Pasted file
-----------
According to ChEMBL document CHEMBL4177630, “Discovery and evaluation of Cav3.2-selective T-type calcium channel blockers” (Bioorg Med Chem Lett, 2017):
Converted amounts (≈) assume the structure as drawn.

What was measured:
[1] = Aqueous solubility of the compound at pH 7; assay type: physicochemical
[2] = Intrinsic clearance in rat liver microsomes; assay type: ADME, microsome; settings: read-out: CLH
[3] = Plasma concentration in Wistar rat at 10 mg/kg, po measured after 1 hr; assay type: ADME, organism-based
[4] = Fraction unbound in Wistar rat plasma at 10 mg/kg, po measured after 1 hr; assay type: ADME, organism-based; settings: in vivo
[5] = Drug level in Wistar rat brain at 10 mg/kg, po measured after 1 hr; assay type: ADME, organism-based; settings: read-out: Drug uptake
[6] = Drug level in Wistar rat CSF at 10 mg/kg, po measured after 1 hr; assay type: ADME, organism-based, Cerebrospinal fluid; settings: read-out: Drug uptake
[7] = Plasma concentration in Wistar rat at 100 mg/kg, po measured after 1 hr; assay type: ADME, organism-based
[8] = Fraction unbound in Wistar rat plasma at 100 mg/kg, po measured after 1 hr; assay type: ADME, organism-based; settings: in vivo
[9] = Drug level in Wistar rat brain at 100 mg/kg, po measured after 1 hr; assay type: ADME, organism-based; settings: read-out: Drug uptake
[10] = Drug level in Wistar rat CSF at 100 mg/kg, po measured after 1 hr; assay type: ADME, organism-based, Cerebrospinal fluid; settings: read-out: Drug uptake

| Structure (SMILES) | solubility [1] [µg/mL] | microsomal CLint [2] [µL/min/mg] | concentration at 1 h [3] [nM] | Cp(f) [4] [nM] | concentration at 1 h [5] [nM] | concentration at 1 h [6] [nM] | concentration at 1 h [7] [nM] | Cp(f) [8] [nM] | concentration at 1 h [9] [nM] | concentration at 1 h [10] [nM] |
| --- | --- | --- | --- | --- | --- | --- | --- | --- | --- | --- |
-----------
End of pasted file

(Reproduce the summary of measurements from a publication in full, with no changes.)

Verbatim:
According to ChEMBL document CHEMBL4177630, “Discovery and evaluation of Cav3.2-selective T-type calcium channel blockers” (Bioorg Med Chem Lett, 2017):
Converted amounts (≈) assume the structure as drawn.

What was measured:
[1] = Aqueous solubility of the compound at pH 7; assay type: physicochemical
[2] = Intrinsic clearance in rat liver microsomes; assay type: ADME, microsome; settings: read-out: CLH
[3] = Plasma concentration in Wistar rat at 10 mg/kg, po measured after 1 hr; assay type: ADME, organism-based
[4] = Fraction unbound in Wistar rat plasma at 10 mg/kg, po measured after 1 hr; assay type: ADME, organism-based; settings: in vivo
[5] = Drug level in Wistar rat brain at 10 mg/kg, po measured after 1 hr; assay type: ADME, organism-based; settings: read-out: Drug uptake
[6] = Drug level in Wistar rat CSF at 10 mg/kg, po measured after 1 hr; assay type: ADME, organism-based, Cerebrospinal fluid; settings: read-out: Drug uptake
[7] = Plasma concentration in Wistar rat at 100 mg/kg, po measured after 1 hr; assay type: ADME, organism-based
[8] = Fraction unbound in Wistar rat plasma at 100 mg/kg, po measured after 1 hr; assay type: ADME, organism-based; settings: in vivo
[9] = Drug level in Wistar rat brain at 100 mg/kg, po measured after 1 hr; assay type: ADME, organism-based; settings: read-out: Drug uptake
[10] = Drug level in Wistar rat CSF at 100 mg/kg, po measured after 1 hr; assay type: ADME, organism-based, Cerebrospinal fluid; settings: read-out: Drug uptake

| Structure (SMILES) | solubility [1] [µg/mL] | microsomal CLint [2] [µL/min/mg] | concentration at 1 h [3] [nM] | Cp(f) [4] [nM] | concentration at 1 h [5] [nM] | concentration at 1 h [6] [nM] | concentration at 1 h [7] [nM] | Cp(f) [8] [nM] | concentration at 1 h [9] [nM] | concentration at 1 h [10] [nM] |
| --- | --- | --- | --- | --- | --- | --- | --- | --- | --- | --- |